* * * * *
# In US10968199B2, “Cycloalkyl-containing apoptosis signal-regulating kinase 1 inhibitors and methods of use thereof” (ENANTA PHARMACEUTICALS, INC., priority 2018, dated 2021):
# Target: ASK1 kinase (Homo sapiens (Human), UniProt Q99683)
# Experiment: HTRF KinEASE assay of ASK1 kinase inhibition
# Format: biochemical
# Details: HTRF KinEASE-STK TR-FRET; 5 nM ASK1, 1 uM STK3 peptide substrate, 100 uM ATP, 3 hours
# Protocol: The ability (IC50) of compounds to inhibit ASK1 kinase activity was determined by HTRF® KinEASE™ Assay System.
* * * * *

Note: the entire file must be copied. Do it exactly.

# In US10968199B2, “Cycloalkyl-containing apoptosis signal-regulating kinase 1 inhibitors and methods of use thereof” (ENANTA PHARMACEUTICALS, INC., priority 2018, dated 2021):
# Target: ASK1 kinase (Homo sapiens (Human), UniProt Q99683)
# Experiment: HTRF KinEASE assay of ASK1 kinase inhibition
# Format: biochemical
# Details: HTRF KinEASE-STK TR-FRET; 5 nM ASK1, 1 uM STK3 peptide substrate, 100 uM ATP, 3 hours
# Protocol: The ability (IC50) of compounds to inhibit ASK1 kinase activity was determined by HTRF® KinEASE™ Assay System.